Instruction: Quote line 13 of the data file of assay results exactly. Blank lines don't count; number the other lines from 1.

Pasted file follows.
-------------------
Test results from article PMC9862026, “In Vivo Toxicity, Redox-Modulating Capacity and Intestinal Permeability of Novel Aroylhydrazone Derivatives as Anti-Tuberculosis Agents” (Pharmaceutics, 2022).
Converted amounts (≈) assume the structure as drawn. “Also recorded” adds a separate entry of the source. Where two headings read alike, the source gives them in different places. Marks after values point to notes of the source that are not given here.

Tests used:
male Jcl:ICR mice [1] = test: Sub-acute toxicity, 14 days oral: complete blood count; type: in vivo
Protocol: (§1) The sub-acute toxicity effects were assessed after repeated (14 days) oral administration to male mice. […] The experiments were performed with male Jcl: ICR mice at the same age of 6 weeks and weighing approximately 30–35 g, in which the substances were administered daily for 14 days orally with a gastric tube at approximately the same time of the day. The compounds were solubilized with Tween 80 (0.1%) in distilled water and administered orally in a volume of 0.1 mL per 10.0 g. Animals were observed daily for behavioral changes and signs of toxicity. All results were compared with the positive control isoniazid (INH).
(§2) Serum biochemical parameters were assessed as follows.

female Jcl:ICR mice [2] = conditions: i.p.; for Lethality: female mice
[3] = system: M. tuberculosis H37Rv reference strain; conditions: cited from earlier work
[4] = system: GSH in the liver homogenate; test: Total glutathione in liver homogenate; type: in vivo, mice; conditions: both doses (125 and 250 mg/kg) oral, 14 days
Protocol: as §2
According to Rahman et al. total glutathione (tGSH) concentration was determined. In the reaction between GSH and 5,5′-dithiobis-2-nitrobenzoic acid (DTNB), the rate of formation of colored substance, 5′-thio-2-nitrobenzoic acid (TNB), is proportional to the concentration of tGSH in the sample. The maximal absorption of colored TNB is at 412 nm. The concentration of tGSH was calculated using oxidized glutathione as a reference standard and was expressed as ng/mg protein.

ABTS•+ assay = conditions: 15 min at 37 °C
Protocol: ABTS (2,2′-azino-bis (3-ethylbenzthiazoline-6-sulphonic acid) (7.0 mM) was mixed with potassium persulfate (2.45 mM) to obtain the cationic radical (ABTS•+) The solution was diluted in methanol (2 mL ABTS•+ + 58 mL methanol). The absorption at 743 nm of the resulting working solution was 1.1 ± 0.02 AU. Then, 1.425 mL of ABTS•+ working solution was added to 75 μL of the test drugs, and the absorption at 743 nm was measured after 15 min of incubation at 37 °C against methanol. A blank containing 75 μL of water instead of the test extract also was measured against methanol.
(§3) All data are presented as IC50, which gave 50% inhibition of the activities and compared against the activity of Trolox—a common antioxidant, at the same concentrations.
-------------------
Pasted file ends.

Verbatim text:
Protocol: ABTS (2,2′-azino-bis (3-ethylbenzthiazoline-6-sulphonic acid) (7.0 mM) was mixed with potassium persulfate (2.45 mM) to obtain the cationic radical (ABTS•+) The solution was diluted in methanol (2 mL ABTS•+ + 58 mL methanol). The absorption at 743 nm of the resulting working solution was 1.1 ± 0.02 AU. Then, 1.425 mL of ABTS•+ working solution was added to 75 μL of the test drugs, and the absorption at 743 nm was measured after 15 min of incubation at 37 °C against methanol. A blank containing 75 μL of water instead of the test extract also was measured against methanol.